An Introduction to EarthQuaker Devices: Their Pedals and Their Story

Ohio is the birthplace of many great things, including modern aviation, Lebron James, and the Skyline Chili 3-way. It's also where Jamie Stillman and EarthQuaker Devices calls home.

Back in 2004, Jamie was on the road with longtime friend Pat Carney as a gear tech and tour manager for The Black Keys. At that time Jamie had no intention of founding a pedal company and yet, nearly 15 years later, his EarthQuaker Devices shop is one of the most notable pedal outfits you'll find anywhere.

"Somewhere around late 2006 or early 2007 I started up with the Hoof and Tusk fuzzes and the Disaster Transport Delay. I started posting on message boards and some people decided to take a chance on those pedals. Then everything started to spread by word of mouth. By 2008, I had about eight or nine pedals in the line and was doing it pretty much full time."

Today you can find more than 40 different EQD effects in circulation across a wide variety of sonic landscapes. Some of the devices act as expected, others launch themselves into less defined spaces—and all of them come from the mind of Jamie Stillman.

"I usually start out with a rough idea and tinker around on the breadboard until it becomes fully realized," he says. "Most of them are things that I personally want for a specific use."

Sometimes that might be a monophonic analog guitar synthesizer with four octaves of vintage square wave synth tones. Other times, a dual resonant filter controlled by a single LFO that sweeps each filter in opposite directions. But no matter what the sonic outcome, Jamie is still focused on making things he thinks are cool.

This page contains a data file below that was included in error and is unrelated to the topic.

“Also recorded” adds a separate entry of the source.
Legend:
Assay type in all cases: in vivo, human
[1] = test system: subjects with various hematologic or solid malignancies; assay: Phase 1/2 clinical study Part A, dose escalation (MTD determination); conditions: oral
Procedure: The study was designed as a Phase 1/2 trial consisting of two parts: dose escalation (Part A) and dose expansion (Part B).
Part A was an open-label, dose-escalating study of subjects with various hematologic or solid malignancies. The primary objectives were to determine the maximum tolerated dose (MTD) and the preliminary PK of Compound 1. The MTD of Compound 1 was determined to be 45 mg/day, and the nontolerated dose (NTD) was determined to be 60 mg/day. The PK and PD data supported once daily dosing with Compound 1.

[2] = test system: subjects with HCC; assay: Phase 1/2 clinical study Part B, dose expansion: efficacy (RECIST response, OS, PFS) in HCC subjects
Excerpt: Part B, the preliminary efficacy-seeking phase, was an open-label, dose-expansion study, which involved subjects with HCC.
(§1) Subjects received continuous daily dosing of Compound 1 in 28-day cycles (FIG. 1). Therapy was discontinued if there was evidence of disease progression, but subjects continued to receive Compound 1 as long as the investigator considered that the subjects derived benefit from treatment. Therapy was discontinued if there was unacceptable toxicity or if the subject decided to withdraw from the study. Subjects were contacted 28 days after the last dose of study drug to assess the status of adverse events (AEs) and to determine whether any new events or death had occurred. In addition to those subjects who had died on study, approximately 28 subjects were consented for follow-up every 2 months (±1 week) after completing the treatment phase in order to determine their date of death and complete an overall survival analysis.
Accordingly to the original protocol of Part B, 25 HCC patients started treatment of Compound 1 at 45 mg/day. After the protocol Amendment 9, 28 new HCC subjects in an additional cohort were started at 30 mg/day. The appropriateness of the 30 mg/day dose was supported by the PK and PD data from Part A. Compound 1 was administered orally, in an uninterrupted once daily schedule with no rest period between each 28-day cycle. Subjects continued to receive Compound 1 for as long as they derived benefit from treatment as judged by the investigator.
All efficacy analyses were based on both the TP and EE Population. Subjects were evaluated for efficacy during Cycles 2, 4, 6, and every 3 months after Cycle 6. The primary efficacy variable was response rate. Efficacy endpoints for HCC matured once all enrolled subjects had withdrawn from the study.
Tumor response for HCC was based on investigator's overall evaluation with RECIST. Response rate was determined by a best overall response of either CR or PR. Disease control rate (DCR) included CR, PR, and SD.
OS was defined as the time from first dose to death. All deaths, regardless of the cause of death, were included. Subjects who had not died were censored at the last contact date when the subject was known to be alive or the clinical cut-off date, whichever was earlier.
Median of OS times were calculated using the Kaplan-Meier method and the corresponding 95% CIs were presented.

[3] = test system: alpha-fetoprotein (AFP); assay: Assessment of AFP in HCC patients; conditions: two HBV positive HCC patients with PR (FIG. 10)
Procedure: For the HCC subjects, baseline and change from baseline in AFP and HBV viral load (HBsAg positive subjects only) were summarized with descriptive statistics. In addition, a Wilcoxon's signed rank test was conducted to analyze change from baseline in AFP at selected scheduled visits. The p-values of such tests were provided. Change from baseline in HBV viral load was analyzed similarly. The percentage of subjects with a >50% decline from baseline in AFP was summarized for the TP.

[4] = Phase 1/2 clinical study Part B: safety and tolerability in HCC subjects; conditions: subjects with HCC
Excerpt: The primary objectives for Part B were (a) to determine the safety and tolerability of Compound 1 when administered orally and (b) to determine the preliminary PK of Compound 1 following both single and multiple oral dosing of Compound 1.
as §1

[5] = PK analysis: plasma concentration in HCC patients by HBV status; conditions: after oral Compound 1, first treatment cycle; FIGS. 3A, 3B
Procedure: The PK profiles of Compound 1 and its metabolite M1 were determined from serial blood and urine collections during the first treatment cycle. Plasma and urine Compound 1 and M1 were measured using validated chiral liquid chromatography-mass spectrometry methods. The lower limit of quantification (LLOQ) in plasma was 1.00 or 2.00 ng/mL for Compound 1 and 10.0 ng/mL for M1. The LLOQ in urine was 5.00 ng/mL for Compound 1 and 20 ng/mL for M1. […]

"We have succeeded thus far based on all my whims—I don't want to jinx it now."

The EarthQuaker Devices Team

Jamie is still the lead designer and, over the years, has surrounded himself with a talented crew of builders, artists and day-to-day business managers who keep the wheels on. Everything from assembly to packaging is handled in-house—and that's the way Jamie likes it.

"It's basically a very elaborate version of when it was just me, soldering all day and night in my pajamas."

You can learn more about Jamie, his devices, and the EQD team at earthquakerdevices.com.

EarthQuaker Pedals You Need To Know

Hoof Fuzz

As EQD's flagship fuzz pedal, the Hoof has been around the block a few times. Loosely based on the classic green Russian Muff circuit, the Hoof features a hybrid germanium/silicon design that dishes out everything from amp-like grit to full-on fuzz roar. And with dual tone controls, it always sits just right in the mix.

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Palisades Overdrive

There are lots of Tubescreamer clones on the market, but none of them are as complete as the Palisades. With six different clipping options, five bandwidth settings and two gain channels, nearly every shade and variety of gain is accessible. So if you're looking for the ultimate Tubescreamer—look no further.

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Avalanche Run Delay/Reverb

The Avalanche Run takes the hauntingly ambient tones of EQD's Dispatch Master to the next level. Imagine ramming two seconds of delay into a lush stereo reverb with complete control over both. Amazing, right? Well, it gets better, because you can generate those dreamy tones three different ways.

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Rainbow Machine Pitch Shifter

Do you like things that are a little strange? If so, the Rainbow Machine is probably for you. Designed for experimenters, adventurists and noisemakers alike, this polyphonic pitch shifter uses digital oscillators to turn the sounds guitar can make into magically regenerating multi-colored sonic lazer beams. You'll probably like it.

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Afterneath Reverb

Some reverb pedals are good for capturing the sounds of vintage spring tanks. Others, like the Afterneath, excel at replicating the experience of being frightfully lost within the depths of longest, widest and most reflective cave system known to man. So if you're into tonal spelunking, the Afterneath will take you there.

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